From veterinary studies in China, to machine learning algorithms in Detroit, this two-time Nanodegree program graduate has been on a remarkable career journey.
Xi Palazzolo was going to be a veterinarian. She completed her training in China, then moved to the US to study for a Master’s in Epidemiology. She planned to practice when she graduated. But her hopes were dashed when she discovered few clinics were willing to sponsor her work visa. What was she going to do? She had to find something else, in a different field entirely.
Fate intervened when Xi met her future husband. They moved to Detroit for his job, and she found a role at a university, evaluating the impact of the institution’s programs. She enjoyed the work, but she wanted more for her career.
She sat down with her husband and took a hard look at her situation. What transferable skills did she have? What investments of time and money would different career paths require? What fields genuinely excited her? Data was the answer for Xi, so she started working to build her skills. She enrolled in the Data Analyst Nanodegree program, and started learning the programming languages—like R and Python—she’d need to succeed in the field.
We’re happy to share that Xi recently landed a new role in data, and what’s more, she’s graduated from a second Nanodegree program in Machine Learning! We spoke with her to hear about how she landed an amazing new job in an industry she loves.
It was while you were working at a university that you started thinking about a career change. Can you tell us why that was, and how you went about identifying your next career path?
I’d started to feel the work at the university wasn’t challenging or satisfying enough to hold my interest for the long-term. So, with the support of my friends and family, I wrote down the pros and cons of every possible career move I could think of. I thought about the opportunity cost of every option—how much time they would take, what kind of investment it would take. And I tried to be honest about how interested I was in each option.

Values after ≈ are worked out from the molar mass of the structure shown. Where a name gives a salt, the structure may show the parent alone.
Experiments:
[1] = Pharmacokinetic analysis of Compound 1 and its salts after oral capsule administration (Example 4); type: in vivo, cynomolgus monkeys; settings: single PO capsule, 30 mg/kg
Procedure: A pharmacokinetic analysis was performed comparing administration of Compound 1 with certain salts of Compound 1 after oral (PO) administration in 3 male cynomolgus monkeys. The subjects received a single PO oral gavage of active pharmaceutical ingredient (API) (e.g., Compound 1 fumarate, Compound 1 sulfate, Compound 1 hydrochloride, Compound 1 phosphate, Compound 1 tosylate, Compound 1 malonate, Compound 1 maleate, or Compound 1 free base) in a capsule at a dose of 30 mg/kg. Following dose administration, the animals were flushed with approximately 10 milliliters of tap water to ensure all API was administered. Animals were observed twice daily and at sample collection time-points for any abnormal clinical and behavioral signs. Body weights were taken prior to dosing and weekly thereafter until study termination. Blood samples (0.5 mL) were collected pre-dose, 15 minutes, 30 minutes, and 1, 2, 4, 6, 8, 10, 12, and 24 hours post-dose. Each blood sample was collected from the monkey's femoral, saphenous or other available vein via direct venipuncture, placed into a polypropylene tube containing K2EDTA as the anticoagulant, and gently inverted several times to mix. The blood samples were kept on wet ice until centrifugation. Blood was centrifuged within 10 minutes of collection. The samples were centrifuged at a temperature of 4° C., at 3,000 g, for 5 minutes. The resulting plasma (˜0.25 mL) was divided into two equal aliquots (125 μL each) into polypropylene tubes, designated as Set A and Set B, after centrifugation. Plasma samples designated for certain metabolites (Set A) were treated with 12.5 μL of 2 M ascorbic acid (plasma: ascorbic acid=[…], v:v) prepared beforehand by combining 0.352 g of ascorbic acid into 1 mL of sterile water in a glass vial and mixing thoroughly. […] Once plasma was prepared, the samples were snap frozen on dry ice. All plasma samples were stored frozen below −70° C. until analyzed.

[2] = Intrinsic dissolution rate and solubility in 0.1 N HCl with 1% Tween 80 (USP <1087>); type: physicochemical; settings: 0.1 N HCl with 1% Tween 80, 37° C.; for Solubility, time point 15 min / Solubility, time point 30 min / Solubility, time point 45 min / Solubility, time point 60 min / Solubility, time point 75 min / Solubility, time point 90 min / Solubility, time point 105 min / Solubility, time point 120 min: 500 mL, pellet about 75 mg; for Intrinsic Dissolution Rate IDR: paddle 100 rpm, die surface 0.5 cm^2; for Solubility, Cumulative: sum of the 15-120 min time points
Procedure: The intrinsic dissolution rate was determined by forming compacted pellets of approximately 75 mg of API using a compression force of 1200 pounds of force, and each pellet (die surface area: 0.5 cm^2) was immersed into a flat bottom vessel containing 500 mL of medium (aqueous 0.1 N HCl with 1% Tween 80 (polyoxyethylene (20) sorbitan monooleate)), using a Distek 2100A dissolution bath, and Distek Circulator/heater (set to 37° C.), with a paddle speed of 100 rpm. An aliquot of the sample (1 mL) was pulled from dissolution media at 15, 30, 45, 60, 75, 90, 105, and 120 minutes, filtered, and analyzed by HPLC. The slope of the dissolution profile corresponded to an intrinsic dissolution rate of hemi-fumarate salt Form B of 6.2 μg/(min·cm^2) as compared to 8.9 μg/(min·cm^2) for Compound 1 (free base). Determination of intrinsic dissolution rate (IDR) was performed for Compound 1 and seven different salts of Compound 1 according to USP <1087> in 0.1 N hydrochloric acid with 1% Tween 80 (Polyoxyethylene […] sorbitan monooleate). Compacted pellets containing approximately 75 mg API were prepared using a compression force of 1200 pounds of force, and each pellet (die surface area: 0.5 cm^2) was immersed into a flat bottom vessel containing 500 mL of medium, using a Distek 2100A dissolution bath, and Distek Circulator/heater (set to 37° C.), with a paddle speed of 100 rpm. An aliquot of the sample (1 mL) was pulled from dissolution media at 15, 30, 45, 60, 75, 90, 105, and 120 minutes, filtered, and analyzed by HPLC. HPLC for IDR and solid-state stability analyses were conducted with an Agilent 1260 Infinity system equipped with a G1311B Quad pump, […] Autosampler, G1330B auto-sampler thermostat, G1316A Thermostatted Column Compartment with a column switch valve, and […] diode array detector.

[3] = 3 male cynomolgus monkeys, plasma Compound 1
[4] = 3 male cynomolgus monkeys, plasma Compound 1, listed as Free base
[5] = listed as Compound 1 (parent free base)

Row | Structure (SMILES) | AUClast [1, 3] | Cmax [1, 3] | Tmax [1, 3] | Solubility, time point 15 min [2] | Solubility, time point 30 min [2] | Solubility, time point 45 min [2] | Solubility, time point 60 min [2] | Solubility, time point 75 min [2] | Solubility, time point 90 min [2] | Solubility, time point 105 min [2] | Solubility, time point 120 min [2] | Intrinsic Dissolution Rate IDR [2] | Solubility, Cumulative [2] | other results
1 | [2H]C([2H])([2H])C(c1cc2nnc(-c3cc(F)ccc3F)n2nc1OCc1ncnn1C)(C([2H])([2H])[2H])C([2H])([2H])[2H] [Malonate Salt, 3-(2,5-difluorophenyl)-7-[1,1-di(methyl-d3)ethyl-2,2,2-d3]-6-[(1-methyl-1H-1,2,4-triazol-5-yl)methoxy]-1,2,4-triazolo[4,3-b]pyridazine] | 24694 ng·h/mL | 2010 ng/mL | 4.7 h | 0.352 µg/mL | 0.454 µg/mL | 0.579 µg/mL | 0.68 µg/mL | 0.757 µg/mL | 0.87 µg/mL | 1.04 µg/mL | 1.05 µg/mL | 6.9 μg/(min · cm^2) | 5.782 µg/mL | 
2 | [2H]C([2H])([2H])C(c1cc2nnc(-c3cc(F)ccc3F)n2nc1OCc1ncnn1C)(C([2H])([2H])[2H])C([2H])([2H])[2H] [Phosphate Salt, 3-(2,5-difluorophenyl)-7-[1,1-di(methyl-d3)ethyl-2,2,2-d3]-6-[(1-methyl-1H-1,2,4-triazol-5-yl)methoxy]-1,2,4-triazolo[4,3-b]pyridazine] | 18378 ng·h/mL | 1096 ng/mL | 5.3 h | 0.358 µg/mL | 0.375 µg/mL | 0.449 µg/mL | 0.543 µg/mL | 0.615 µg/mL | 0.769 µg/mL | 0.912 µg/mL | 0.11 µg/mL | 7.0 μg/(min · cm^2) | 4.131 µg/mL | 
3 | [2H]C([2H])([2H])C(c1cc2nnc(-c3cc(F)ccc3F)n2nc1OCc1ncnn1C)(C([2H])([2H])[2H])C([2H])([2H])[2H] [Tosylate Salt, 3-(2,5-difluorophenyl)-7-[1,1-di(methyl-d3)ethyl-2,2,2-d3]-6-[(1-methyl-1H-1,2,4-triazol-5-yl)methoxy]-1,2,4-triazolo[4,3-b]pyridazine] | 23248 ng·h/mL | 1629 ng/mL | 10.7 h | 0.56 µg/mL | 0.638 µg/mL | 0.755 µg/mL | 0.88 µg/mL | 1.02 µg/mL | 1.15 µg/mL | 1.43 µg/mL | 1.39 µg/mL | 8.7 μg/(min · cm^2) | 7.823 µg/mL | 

After that process, you finally focused on data. What was it about data as a future career that really excited you?
I chose data because of my passion for mathematics and programming, and my curiosity about the insights that drive decision making. At the time, I wanted a career that would continuously challenge me and satisfy my thirst for learning new things. I’d started reading about data science, and I came to realize it was a field that could offer that.
In planning to move to a data role, were there areas you identified where you needed to build new skills?
Yes, I wasn’t that experienced as far as programming goes. I did a little SAS and SQL when I was in graduate school, though it wasn’t in that much depth. I’d listened to a podcast about data science, and they were talking about R, and explaining how powerful it was in things like visualization and statistical analysis. Listening to that really drew me into learning about R, and then other programming languages. I could see those skills would allow me to do more in my career.
People often learn about Udacity through their networks, but you got a recommendation from a little closer to home than that, didn’t you?
My husband is an autonomous systems engineer here in Michigan, and at the same time as I was considering my career options, he started Udacity’s Self Driving Car Engineer Nanodegree program with a group of people from his work. It was through hearing him and his colleagues talk about their program and the projects they were working on that I first learned about Udacity.
And so you enrolled in the Data Analyst Nanodegree program?
Yes. That was where I really found out more about R and first learned about using Python. I found both of them so cool—they both have such different advantages as far as supporting analytics goes.
Even though you hadn’t moved to a new data role yet, did learning new data skills have an impact on your current job?